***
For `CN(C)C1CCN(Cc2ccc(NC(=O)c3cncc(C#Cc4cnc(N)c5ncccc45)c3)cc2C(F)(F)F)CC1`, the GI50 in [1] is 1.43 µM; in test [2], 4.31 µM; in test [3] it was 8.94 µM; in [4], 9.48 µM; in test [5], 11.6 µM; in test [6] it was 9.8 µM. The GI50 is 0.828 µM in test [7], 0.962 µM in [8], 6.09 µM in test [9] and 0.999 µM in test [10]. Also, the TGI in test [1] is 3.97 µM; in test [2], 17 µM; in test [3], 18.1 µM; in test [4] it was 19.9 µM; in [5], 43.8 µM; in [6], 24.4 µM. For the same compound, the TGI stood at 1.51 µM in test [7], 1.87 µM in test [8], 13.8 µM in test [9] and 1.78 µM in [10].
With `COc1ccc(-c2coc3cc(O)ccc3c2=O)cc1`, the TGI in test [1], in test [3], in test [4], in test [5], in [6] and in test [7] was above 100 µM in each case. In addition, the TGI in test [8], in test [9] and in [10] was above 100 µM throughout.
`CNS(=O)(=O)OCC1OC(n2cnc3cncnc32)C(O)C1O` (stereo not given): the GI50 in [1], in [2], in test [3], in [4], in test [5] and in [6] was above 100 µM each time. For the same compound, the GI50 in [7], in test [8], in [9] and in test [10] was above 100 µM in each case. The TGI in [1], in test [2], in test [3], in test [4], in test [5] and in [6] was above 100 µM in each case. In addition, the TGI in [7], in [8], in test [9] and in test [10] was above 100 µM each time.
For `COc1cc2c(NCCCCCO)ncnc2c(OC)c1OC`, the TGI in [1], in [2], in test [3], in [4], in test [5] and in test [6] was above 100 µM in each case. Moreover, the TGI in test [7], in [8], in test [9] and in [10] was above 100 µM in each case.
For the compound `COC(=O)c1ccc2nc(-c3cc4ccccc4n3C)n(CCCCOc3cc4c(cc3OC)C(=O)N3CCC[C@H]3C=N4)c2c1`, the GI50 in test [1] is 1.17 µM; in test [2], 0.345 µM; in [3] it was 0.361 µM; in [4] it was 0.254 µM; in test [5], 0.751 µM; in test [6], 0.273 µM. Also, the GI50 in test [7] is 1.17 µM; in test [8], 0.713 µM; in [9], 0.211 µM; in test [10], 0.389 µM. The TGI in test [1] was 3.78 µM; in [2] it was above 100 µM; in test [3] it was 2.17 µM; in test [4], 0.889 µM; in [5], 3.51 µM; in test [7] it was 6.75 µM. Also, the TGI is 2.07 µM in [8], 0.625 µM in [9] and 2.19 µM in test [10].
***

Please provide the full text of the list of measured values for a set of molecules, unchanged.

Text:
For `CN(C)C1CCN(Cc2ccc(NC(=O)c3cncc(C#Cc4cnc(N)c5ncccc45)c3)cc2C(F)(F)F)CC1`, the GI50 in [1] is 1.43 µM; in test [2], 4.31 µM; in test [3] it was 8.94 µM; in [4], 9.48 µM; in test [5], 11.6 µM; in test [6] it was 9.8 µM. The GI50 is 0.828 µM in test [7], 0.962 µM in [8], 6.09 µM in test [9] and 0.999 µM in test [10]. Also, the TGI in test [1] is 3.97 µM; in test [2], 17 µM; in test [3], 18.1 µM; in test [4] it was 19.9 µM; in [5], 43.8 µM; in [6], 24.4 µM. For the same compound, the TGI stood at 1.51 µM in test [7], 1.87 µM in test [8], 13.8 µM in test [9] and 1.78 µM in [10].
With `COc1ccc(-c2coc3cc(O)ccc3c2=O)cc1`, the TGI in test [1], in test [3], in test [4], in test [5], in [6] and in test [7] was above 100 µM in each case. In addition, the TGI in test [8], in test [9] and in [10] was above 100 µM throughout.
`CNS(=O)(=O)OCC1OC(n2cnc3cncnc32)C(O)C1O` (stereo not given): the GI50 in [1], in [2], in test [3], in [4], in test [5] and in [6] was above 100 µM each time. For the same compound, the GI50 in [7], in test [8], in [9] and in test [10] was above 100 µM in each case. The TGI in [1], in test [2], in test [3], in test [4], in test [5] and in [6] was above 100 µM in each case. In addition, the TGI in [7], in [8], in test [9] and in test [10] was above 100 µM each time.
For `COc1cc2c(NCCCCCO)ncnc2c(OC)c1OC`, the TGI in [1], in [2], in test [3], in [4], in test [5] and in test [6] was above 100 µM in each case. Moreover, the TGI in test [7], in [8], in test [9] and in [10] was above 100 µM in each case.
For the compound `COC(=O)c1ccc2nc(-c3cc4ccccc4n3C)n(CCCCOc3cc4c(cc3OC)C(=O)N3CCC[C@H]3C=N4)c2c1`, the GI50 in test [1] is 1.17 µM; in test [2], 0.345 µM; in [3] it was 0.361 µM; in [4] it was 0.254 µM; in test [5], 0.751 µM; in test [6], 0.273 µM. Also, the GI50 in test [7] is 1.17 µM; in test [8], 0.713 µM; in [9], 0.211 µM; in test [10], 0.389 µM. The TGI in test [1] was 3.78 µM; in [2] it was above 100 µM; in test [3] it was 2.17 µM; in test [4], 0.889 µM; in [5], 3.51 µM; in test [7] it was 6.75 µM. Also, the TGI is 2.07 µM in [8], 0.625 µM in [9] and 2.19 µM in test [10].